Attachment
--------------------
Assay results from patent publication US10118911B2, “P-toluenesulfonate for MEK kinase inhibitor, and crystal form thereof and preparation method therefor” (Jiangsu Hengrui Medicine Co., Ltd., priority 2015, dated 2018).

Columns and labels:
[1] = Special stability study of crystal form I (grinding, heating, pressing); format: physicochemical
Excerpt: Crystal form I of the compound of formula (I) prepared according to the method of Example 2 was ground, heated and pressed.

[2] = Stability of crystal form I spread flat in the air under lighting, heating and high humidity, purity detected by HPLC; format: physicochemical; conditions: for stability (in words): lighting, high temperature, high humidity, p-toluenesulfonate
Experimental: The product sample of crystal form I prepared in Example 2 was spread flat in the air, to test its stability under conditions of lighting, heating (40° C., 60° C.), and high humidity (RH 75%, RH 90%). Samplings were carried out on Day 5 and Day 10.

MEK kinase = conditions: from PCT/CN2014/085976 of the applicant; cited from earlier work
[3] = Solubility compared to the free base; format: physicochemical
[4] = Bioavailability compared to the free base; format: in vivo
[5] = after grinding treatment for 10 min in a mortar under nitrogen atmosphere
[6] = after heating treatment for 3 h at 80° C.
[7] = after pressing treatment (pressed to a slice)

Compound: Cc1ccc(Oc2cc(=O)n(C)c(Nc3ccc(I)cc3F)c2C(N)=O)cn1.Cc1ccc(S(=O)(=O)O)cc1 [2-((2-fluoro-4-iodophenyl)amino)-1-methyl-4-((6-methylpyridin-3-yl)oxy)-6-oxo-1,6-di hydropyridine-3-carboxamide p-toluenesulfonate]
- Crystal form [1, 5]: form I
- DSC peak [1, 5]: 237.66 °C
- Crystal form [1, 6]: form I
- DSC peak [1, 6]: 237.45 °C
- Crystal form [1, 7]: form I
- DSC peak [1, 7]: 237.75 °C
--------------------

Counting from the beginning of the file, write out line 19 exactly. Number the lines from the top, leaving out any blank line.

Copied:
- DSC peak [1, 7]: 237.75 °C